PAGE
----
Amazon Fire TV: a few thoughts on the competition

April 2, 2014
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Amazon announced the Fire TV earlier this morning. Initially this seems to be just another set-top box to attach to your television and stream the likes of Netflix and Hulu Plus. Of course, Fire TV also has support for Amazon Instant Video (amongst other services). Some may prefer the Chromecast or Roku Streaming Stick given the dongle form factor, but with the feature set and price tag of the Amazon Fire TV -- it seems this one may be worth considering.

Along with the Chromecast and Roku Streaming Stick, other competitors for the Fire TV include the Roku 3 and Apple TV. Those cover the media side, but that is not where the Fire TV stops. The system also has plenty of support for games. There is an optional game controller available, and Amazon has said the average price of games will be $1.85. Of course, we have to remember the bit about the exclusive games coming from Amazon Games Studios. We saw a shooter style game called Sev Zero announced today.

For game competition we are looking towards the OUYA and Mad Catz MOJO. And to somewhat of a lesser degree, the NVIDIA SHIELD. Of these we have been big fans of the SHIELD given this can be plugged in to a big screen. Not to mention, the regular updates. But then again, the MOJO will be getting OUYA Everywhere which has it sitting almost as two systems in one.

We are excited about what Amazon announced in terms of game support for the Fire TV, but feel we need to wait a bit and get hands-on before making a final decision. In comparison to the Fire TV (at $99), the OUYA is $99 (8GB) or $129 (16GB), the MOJO is $199 and the SHIELD is $249. If nothing else, Amazon does have price. Then again, we should factor in the controller, which comes at an additional $40.

Looking back to the media side and we realize that all the devices we mentioned include the major players. That is to say Netflix and Hulu Plus to name a few. Amazon talked about ease of use, though we cannot help but think of the Chromecast when we think of easy. Google has it so the Chromecast was easy to setup, easy to maintain, and easy to use. Plus, it is hard to argue with a $35 price tag -- especially in a multi-television household.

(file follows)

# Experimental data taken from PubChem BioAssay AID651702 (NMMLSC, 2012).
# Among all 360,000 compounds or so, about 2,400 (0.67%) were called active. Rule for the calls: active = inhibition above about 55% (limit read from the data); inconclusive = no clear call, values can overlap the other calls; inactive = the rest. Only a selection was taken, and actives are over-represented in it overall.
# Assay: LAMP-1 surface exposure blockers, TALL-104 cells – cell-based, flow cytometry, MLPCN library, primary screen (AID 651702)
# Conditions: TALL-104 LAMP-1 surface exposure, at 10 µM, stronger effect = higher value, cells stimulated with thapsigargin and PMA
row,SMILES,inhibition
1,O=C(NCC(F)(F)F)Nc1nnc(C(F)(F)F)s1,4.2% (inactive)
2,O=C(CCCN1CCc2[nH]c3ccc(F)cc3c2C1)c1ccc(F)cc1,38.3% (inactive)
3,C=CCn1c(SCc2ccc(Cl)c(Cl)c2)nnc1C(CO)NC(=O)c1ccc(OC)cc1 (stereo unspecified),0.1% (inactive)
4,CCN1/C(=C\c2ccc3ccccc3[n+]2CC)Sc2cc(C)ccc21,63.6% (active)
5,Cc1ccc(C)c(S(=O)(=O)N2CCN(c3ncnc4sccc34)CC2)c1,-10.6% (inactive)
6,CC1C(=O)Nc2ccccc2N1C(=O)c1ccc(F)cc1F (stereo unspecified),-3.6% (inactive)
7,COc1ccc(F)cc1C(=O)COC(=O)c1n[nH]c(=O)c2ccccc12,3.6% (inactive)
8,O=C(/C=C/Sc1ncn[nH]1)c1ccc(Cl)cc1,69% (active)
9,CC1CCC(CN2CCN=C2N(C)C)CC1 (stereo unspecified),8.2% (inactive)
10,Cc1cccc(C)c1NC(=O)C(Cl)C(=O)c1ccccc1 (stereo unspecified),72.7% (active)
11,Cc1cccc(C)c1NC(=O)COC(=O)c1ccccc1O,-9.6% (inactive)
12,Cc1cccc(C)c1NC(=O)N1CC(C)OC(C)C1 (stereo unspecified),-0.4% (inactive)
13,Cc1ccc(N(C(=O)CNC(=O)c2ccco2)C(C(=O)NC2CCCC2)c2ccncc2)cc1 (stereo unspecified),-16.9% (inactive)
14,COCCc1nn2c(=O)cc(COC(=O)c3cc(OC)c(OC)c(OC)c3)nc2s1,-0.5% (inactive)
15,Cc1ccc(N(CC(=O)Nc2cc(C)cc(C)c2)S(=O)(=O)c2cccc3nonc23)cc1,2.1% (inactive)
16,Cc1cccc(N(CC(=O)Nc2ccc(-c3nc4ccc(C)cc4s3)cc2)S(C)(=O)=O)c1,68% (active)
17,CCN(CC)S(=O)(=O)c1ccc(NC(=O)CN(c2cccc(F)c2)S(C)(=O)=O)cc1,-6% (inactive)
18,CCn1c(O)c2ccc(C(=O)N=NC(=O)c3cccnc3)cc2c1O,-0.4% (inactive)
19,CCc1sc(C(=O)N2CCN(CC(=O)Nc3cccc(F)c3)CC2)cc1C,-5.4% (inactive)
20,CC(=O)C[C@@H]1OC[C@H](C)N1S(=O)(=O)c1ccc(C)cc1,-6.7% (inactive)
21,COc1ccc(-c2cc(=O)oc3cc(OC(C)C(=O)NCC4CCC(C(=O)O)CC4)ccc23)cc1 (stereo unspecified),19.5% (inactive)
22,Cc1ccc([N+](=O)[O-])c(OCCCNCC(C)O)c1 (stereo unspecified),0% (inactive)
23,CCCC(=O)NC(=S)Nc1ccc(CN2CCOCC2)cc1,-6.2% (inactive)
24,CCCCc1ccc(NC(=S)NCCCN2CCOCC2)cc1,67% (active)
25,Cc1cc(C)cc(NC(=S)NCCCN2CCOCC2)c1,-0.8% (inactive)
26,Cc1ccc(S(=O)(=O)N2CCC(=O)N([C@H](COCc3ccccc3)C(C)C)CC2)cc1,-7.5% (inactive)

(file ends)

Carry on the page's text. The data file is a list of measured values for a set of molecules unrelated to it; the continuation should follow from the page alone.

In regards to pricing of the other devices -- the Roku Streaming Stick is $50, Roku 3 is $100 and the Apple TV is $100. If you remove gaming, the price of the Fire TV isn't quite as competitive here. Then again, Amazon is touting the quality of hardware. They also have quite a few worthwhile software features such as FreeTime and Second Screen. We obviously have yet to spend any time using the Fire TV, so we are going to have to reserve some judgement here.

Bottom line, if you are looking for media and gaming -- the Amazon Fire TV seems like a solid option to consider. And even more so if you are already tied into the Amazon setting with Prime and such. If you remove the gaming and are looking for the basics and concerned with price, then we cannot help but look towards the Chromecast. Anyway, these are just some initial thoughts and are likely to change once we get some hands-on time with Fire TV.


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  • Jason Williams

    For me it has to give me that view that you have in your picture with my own media (my personal ripped DVD’s and BluRays) with a minimum of fuss. I’m pretty sure it doesn’t.

    • primalxconvoy

      Just sideload mx player and/or xbmc. Should do the trick.

      • Jason Williams

        I have zero luck with those DIY-style fixes. The process is way too cumbersome for a lay person to understand.

  • primalxconvoy

    If the fire tv can sideload a stable version of xbmc, plus emulators and some other apps, then (providing it supports my ps3 pad, keyboard, mouse and two external drives), then I might bite.

    I’m concerned about the tiny 8-gigs of internal memory (which the Ouya suffered from) though. Amazon needs to release a version with a 16 or 32 gig drive for power users.